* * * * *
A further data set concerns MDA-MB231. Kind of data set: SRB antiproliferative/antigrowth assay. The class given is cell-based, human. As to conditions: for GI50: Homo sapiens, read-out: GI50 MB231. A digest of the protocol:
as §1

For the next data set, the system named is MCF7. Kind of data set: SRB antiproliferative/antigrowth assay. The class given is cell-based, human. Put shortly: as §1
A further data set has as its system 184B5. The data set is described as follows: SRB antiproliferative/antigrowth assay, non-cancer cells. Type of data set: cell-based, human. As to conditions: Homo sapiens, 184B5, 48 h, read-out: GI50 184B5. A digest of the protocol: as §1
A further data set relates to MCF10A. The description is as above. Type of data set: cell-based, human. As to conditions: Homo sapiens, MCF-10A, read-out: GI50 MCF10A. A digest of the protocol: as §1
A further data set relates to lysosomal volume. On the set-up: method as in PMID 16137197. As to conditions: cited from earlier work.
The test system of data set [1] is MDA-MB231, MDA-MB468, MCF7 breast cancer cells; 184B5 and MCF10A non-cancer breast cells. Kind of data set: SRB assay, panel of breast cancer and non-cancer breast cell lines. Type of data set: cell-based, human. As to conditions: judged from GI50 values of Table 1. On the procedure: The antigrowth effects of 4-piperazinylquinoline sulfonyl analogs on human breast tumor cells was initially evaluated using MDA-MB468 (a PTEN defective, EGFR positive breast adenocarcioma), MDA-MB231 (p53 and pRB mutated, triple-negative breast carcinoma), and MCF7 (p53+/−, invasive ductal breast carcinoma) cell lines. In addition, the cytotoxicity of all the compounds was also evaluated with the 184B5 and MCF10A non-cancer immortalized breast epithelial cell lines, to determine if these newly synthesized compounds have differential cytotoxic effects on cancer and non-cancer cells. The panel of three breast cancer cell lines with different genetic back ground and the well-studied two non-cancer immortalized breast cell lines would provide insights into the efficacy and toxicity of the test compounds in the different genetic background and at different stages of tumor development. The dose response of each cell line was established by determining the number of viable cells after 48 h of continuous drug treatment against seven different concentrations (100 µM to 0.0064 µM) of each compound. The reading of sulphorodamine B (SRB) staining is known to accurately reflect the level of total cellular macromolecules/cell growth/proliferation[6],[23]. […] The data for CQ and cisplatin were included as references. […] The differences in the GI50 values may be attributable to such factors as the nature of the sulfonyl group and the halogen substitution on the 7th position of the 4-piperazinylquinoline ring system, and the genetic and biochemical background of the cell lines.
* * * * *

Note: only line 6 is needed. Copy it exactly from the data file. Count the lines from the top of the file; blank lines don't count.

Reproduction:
A further data set relates to lysosomal volume. On the set-up: method as in PMID 16137197. As to conditions: cited from earlier work.